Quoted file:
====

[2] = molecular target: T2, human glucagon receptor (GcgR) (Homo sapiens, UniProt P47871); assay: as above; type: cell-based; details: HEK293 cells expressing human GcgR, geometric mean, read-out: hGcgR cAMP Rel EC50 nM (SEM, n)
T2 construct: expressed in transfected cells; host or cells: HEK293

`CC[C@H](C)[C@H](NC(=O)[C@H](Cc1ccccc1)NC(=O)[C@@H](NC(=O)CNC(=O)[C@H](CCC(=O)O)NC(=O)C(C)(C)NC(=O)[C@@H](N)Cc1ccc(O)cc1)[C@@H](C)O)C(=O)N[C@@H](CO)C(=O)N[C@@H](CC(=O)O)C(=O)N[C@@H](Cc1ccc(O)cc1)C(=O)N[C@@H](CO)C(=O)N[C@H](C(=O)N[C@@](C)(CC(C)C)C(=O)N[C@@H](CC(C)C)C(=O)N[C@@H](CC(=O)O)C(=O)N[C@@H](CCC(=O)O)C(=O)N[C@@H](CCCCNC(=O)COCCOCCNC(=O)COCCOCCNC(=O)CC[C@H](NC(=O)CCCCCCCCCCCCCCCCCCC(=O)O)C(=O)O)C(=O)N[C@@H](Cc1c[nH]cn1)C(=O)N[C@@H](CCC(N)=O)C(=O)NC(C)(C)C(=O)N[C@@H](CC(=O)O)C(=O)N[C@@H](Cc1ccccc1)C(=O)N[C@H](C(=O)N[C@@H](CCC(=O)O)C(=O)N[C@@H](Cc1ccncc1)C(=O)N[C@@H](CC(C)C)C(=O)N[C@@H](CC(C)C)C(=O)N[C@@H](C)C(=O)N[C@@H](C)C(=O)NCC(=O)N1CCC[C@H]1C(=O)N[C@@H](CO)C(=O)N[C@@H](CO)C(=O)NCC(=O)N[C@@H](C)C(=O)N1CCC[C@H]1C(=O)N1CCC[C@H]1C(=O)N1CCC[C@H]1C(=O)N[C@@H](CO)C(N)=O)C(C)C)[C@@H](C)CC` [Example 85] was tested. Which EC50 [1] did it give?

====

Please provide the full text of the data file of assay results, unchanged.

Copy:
[2] = molecular target: T2, human glucagon receptor (GcgR) (Homo sapiens, UniProt P47871); assay: as above; type: cell-based; details: HEK293 cells expressing human GcgR, geometric mean, read-out: hGcgR cAMP Rel EC50 nM (SEM, n)
T2 construct: expressed in transfected cells; host or cells: HEK293

`CC[C@H](C)[C@H](NC(=O)[C@H](Cc1ccccc1)NC(=O)[C@@H](NC(=O)CNC(=O)[C@H](CCC(=O)O)NC(=O)C(C)(C)NC(=O)[C@@H](N)Cc1ccc(O)cc1)[C@@H](C)O)C(=O)N[C@@H](CO)C(=O)N[C@@H](CC(=O)O)C(=O)N[C@@H](Cc1ccc(O)cc1)C(=O)N[C@@H](CO)C(=O)N[C@H](C(=O)N[C@@](C)(CC(C)C)C(=O)N[C@@H](CC(C)C)C(=O)N[C@@H](CC(=O)O)C(=O)N[C@@H](CCC(=O)O)C(=O)N[C@@H](CCCCNC(=O)COCCOCCNC(=O)COCCOCCNC(=O)CC[C@H](NC(=O)CCCCCCCCCCCCCCCCCCC(=O)O)C(=O)O)C(=O)N[C@@H](Cc1c[nH]cn1)C(=O)N[C@@H](CCC(N)=O)C(=O)NC(C)(C)C(=O)N[C@@H](CC(=O)O)C(=O)N[C@@H](Cc1ccccc1)C(=O)N[C@H](C(=O)N[C@@H](CCC(=O)O)C(=O)N[C@@H](Cc1ccncc1)C(=O)N[C@@H](CC(C)C)C(=O)N[C@@H](CC(C)C)C(=O)N[C@@H](C)C(=O)N[C@@H](C)C(=O)NCC(=O)N1CCC[C@H]1C(=O)N[C@@H](CO)C(=O)N[C@@H](CO)C(=O)NCC(=O)N[C@@H](C)C(=O)N1CCC[C@H]1C(=O)N1CCC[C@H]1C(=O)N1CCC[C@H]1C(=O)N[C@@H](CO)C(N)=O)C(C)C)[C@@H](C)CC` [Example 85] was tested. Which EC50 [1] did it give?